Even on our “how many attractions can we do per hour” days, I still enjoy talking to the cast members in the parks, especially people who can tell me about countries and places I’ve never visited myself. If you get an opportunity to really talk to the cast members who are working at the parks as cultural representatives from their home countries, I can’t recommend it highly enough. We learn something new every time we take a moment or two and really listen to what they have to say.
My daughter and I were spending the day at Animal Kingdom recently and we saw a table set up in Africa, near Mombasa Marketplace/Ziwani Traders. Two cultural representative cast members were there, watching as most people hurried past them on their way to Kilimanjaro Safari or to their reservation at Tusker House. We were there, in fact, because I had just gotten us fastpasses for the safari.
We stopped at the table and the cast members greeted us and introduced themselves. They were both from South Africa, and while Thuso taught my daughter how to play a game called Mankala (and he was a good enough teacher that she still remembers how to play) I learned a bit about South Africa from the other cast member. (I wish I’d gotten his name.) We talked about the current South African flag and he told me what each color in the flag stands for. I also learned that there are three capital cities in South Africa, each one playing a different role in the way the government is run.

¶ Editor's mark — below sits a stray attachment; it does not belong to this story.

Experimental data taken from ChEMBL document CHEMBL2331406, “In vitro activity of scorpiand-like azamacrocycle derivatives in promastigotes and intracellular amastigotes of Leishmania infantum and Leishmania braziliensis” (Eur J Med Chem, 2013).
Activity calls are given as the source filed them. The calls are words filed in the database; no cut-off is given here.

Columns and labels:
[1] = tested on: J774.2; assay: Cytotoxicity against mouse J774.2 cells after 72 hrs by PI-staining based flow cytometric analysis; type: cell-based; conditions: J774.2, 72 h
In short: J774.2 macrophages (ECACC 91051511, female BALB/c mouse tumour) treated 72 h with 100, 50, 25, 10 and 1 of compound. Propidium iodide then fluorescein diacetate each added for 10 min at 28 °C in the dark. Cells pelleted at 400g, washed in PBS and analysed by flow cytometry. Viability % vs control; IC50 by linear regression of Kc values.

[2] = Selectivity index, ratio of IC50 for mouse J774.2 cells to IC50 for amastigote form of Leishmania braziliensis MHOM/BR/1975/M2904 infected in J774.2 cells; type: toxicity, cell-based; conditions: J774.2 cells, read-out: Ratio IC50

All in all, we were probably at the table visiting with those two cast members for about ten minutes, but what we learned there has stayed with us. We’ve played Mankala on a homemade board many times since then, and I can still recall the things I learned about the South African government post-Apartheid era that I didn’t know before.
Another wonderful place to learn about other areas of the world would obviously be Epcot’s World Showcase. If you have children, perhaps you can talk them into visiting the Kidcot stations at each World Showcase pavilion to ask someone at each of them at least one question about life in their home country. You can learn a lot in just a few minutes. It’s an opportunity you really shouldn’t pass up.